Lon Chaney Jr. passed away at age 67 in 1973; relatively pre-mature compared to the many stars who continue to work into their 90s nowadays, the late Christopher Plummer being a prime example. However, Chaney worked the camera enough for two lifetimes and was a fixture at Universal Pictures during the 1940s. Between scaring movie-goers as the Wolfman he starring in the murder-oriented film series, Inner Sanctum Mysteries, out now on Blu-ray from Eureka Entertainment in the UK.
Comprising of six feature-length films, Calling Dr. Death, Weird Woman, Dead Man’s Eyes, The Frozen Ghost, Strange Confession and Pillow of Death; each piece follows an ominous introduction from a talking head, warning of what’s to come.
With the origins of these stories coming from radio plays, not all of them have adapted well to the big screen, particularly Calling Dr. Death, Dead Man’s Eyes and Pillow of Death which blurs into each other in terms of the plot a narrative. They feel like one and the same; granted through, they begin with a gimmick, but soon transition to another standard who-done-it? Despite being rather forgettable, Chaney and his supporting players do their best with the otherwise low-grade material and the short run-time helps.
Strange Confession is by far the best in this collection, a morbid tale told in flashback, in which Chaney plays a talented chemist, Jeff Carter, exploited by his unethical boss, Roger Graham. Its begins as a touching story about an honest man trying to provide for his family, but the wholesome sentiment turns to an elaborate scheme by an unscrupulous villain. Performances are all first-rate, especially from recurring actors in the series, Brenda Joyce (Tarzan’s second Jane) as Jeff’s wife, Mary, and J. Carrol Naish as the very smooth and immoral, Graham. I feel like Strange Confession could have been released as a stand-alone film as it’s so well-crafted and quite dark in tone.
Weird Woman is exactly that, weird. Although, it’s the only one that encroaches on the supernatural, despite it being more ambiguous. Chaney falls for a white woman raised by pagan natives from a region presumably in the Caribbean, but our stay there is short as we quirky return to more familiar interior sets. I wouldn’t say Weird Woman is hard to follow, it’s just a bit of a mess, but in a way that’s entertaining. If the ideal was further hashed out, there could have been a solid rival to Strange Confession. The Frozen Ghost is a light precursor to House of Wax, which would come along ten years later, as it follows the mysterious goings-on inside a wax museum. Chaney meets a perfect counterpart in the form of a discredited plastic surgeon, Rudi Polden, played by Martin Kosleck; he’s kind of a knock-off Bela Lugosi, but he talks like Udo Kier and he’s the reason to watch. I’d rate this light horror as a distant second to Strange Confession. It feels a bit looser than the other features, our characters are hamming it up and what’s more, it’s a fun watch.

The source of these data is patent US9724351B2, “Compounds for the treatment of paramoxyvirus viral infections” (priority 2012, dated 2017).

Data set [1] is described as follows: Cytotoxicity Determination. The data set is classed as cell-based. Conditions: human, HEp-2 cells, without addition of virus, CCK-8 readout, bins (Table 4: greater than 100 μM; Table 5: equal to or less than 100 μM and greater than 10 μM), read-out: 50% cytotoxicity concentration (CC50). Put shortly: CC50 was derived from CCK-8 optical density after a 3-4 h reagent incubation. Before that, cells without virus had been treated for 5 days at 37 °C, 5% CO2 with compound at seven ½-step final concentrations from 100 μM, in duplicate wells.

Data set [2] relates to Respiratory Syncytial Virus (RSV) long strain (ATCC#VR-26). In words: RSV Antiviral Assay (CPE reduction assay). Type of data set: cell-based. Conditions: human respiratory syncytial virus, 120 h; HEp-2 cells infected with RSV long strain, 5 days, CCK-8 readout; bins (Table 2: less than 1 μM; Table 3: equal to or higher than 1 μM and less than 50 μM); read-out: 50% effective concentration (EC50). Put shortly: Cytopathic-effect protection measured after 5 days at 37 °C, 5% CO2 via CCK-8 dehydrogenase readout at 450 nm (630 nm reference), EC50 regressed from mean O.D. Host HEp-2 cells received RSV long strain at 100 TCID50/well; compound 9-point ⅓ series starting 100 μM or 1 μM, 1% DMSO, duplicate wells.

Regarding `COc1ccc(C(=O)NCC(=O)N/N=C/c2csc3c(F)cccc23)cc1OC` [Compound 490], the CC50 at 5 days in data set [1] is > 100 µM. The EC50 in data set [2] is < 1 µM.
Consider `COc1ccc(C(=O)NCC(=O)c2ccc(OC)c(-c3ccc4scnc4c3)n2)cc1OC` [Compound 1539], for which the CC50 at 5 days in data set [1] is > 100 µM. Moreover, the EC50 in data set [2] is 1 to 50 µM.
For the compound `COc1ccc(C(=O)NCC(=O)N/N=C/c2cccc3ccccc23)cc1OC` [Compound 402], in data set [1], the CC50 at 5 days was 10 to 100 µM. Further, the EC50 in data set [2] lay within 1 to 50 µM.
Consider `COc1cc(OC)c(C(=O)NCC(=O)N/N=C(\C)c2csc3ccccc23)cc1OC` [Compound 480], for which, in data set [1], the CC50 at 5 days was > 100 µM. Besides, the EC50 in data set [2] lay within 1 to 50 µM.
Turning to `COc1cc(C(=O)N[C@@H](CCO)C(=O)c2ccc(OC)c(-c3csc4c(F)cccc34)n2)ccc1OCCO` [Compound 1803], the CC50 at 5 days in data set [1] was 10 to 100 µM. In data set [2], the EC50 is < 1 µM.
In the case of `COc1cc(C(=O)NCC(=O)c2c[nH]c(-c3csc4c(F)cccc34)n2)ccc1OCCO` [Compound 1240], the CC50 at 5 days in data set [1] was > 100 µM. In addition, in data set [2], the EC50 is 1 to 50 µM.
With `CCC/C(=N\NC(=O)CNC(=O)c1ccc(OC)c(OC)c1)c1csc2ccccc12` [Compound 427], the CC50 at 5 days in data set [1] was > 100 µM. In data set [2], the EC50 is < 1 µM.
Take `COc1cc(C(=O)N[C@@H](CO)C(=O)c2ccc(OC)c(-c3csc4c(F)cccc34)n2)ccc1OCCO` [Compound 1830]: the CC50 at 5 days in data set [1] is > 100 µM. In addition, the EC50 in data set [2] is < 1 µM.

All six films come via a very standard 1080p presentation in 1.37:1 (4:3), each with optional English subtitles. In regards to the image quality, it’s crisp with deep blacks and appears almost on par with the ‘Universal Monster Classics’. Although, Pillow of Death has a lot of marks and scratches and is easily the poorest in the collection, but by no means unwatchable. Uncompressed LPCM monaural audio tracks help to provide an authentic listening experience for the viewer and come through very clear with the aid of the HD format.
- Calling Dr. Death – Audio commentary from screenwriter/film historian C. Courtney Joyner and Regina Le Borg (daughter of director Reginald Le Borg)
- Weird Woman – Audio commentary from author Justin Humphreys (The Dr. Phibes Companion) and Del Howison (Dark Delicacies: Original Tales of Terror and the Macabre)
- Strange Confession – Audio commentary from screenwriter Peter Atkins (Hellraiser II, III, & IV) and screenwriter/film historian C. Courtney Joyner
- Kim Newman on The Inner Sanctum Mysteries – New interview with journalist, film critic, and fiction writer Kim Newman
- This is the Inner Sanctum: Making a Universal Mystery Series [55 mins]
- The Creaking Door: Entering The Inner Sanctum [15 mins] – History of the Radio Series with author/radio historian Martin Grams Jr.
- Mind Over Matter [20 mins] – Archival interview with actor Martin Kosleck (The Frozen Ghost)
- Inner Sanctum Mysteries: Radio Episodes – A selection of episodes from the original radio series
- A collector’s booklet featuring new writing on the series by Craig Ian Mann
Eureka has a compiled a complete history of the Inner Sanctum Mysteries covering both the film series and original radio episodes. There are three commentaries, including one for Strange Confession, and rightfully so. Kim Newman, the James Corden of physical media bonus material, gives his impression of the classic film series, plus additional features give an informative behind-the-scenes look; and to top all that off, there’s the booklet with some very academic writing from Craig Ian Mann, complementing the nice assortment of production photos.
Inner Sanctum Mysteries is a little half-in-the-bag, but as a collector, I can see a lot of value in owning this lesser-known film series, even if it’s just for the bonus material. Eureka Entertainment has done a great job in not only bringing the collection to the UK, but setting their release apart from the U.S. edition.
INNER SANCTUM MYSTERIES: THE COMPLETE FILM SERIES
(1943-45, director: Various)
direct blu-ray screen captures